17 January 2013 19:51 [Source: ICB]
It has been an exceedingly difficult stretch for bio-based chemical companies in the past year as public valuations cratered and the window for initial public offerings (IPOs) closed. Operational hiccups, plant closures and an uncertain regulatory environment contributed to major stock price declines.
US-based companies Amyris, Gevo and Metabolix saw equity price declines of 70% or more in 2012, but have since recovered some of those losses in early 2013.
Renewable chemical companies have fallen out of favour on Wall Street
While the extension of US government tax credits for alternative fuels and renewable energy in the partial deal to avert the US fiscal cliff gave a temporary boost to bio-based chemical and fuel stocks, investor concerns about the commercial viability and profit generation potential for many of these companies linger.
"The extension of tax credits was a relief to companies, but it won't accelerate their ability to de-risk technologies and work out the kinks," said Soare. "Ultimately any government support is extremely uncertain and it is impossible to build a sustainable business model on this. It is not a long-term driver."
One bio-based chemical company thinks the selling has been overdone. In a rare move among start-up companies that have yet to generate positive cash flow, Gevo on 2 January announced a $15m (€11.5m) stock buyback programme.
The buyback represented around 19% of its outstanding shares as of 8 January when Gevo's stock traded at just over $2. As early as July 2012, Gevo sold 12.5m shares of common stock at a price of $4.95 each for gross proceeds of around $62m. It also sold $45m in 7.5% senior convertible notes due 2022. Total net proceeds after expenses from the two offerings were $98.8m.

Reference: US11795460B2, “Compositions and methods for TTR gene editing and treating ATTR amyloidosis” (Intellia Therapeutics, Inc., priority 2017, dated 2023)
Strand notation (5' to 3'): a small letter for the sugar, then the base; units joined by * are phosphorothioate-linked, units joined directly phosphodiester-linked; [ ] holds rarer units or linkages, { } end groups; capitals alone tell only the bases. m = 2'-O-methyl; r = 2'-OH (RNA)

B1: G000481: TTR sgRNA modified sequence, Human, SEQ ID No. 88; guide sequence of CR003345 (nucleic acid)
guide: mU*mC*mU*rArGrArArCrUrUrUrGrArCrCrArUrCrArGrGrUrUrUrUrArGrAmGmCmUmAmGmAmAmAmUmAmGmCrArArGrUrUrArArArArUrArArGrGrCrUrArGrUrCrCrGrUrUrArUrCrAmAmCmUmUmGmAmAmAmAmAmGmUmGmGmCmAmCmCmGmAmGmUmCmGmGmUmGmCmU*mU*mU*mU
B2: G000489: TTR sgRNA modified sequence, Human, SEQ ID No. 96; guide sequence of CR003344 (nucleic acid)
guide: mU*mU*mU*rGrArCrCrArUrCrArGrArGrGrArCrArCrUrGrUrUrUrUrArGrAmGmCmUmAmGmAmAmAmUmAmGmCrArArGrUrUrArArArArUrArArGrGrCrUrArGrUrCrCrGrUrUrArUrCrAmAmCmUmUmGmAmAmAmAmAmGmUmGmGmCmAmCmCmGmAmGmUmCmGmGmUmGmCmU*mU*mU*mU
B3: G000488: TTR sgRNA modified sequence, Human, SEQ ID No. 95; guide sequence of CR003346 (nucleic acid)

"This new stock repurchase programme reflects our confidence in Gevo's future," said Patrick Gruber, CEO of Gevo. "We see this programme as an opportunity to enhance value for our stockholders through disciplined repurchases of shares of our common stock at what we believe are undervalued prices."
Gevo ended the third quarter of 2012 with around $92m in cash and $27m in debt. During the quarter, it used almost $23m in cash in operating activities.
On the positive front, US-based Solazyme received a boost in mid-December after announcing it had successfully scaled up its sugar-to-oil fermentation process to 500,000 litres at US-based agribusiness ADM's plant in Clinton, Iowa.
Solazyme is initially targeting production of 20,000 tonnes/year of renewable oil from corn dextrose starting in early 2014 at the ADM facility, with targeted expansion to 100,000 tonnes/year. The company is also constructing a 100,000 tonne/year renewable oils facility in Moema, Brazil with US-based agribusiness Bunge, which is set to begin operations earlier in the fourth quarter of 2013.
"Confirmation of a successful initial trial run at the Clinton site comes earlier than expected and should help allay concerns about the scale-up of Solazyme's sugar-to-oil conversion process," said Laurence Alexander, analyst with US-based investment bank Jefferies.
"The company's ability to scale up has been a key concern leading to higher discount rate being applied to the project pieline," he added.
Solazyme aims to transform a range of low-cost plant-based sugars into oils for the fuel and chemicals, nutrition, and skin and personal care markets. It filed a registration statement with the US Securities and Exchange Commission to issue up to $30m in securities in connection with its ADM partnership.
In November, Solazyme agreed to give ADM a warrant to buy 500,000 shares of its common stock. Shares of Solazyme traded at around $8/share as of 8 January.
While Solazyme has demonstrated some operational success, there have been more high-profile setbacks in the past year, causing major blows to investor confidence.
In September, Gevo halted production of bio-isobutanol at its Luverne, Minnesota, facility, temporarily shifting to ethanol production while making operational adjustments to improve bio-isobutanol production capabilities. The company had just started commercial operations at Luverne in May, and had planned to ramp up production to a run rate of around 1m gal/month (3.8m litres/month) of bio-isobutanol by the end of 2012.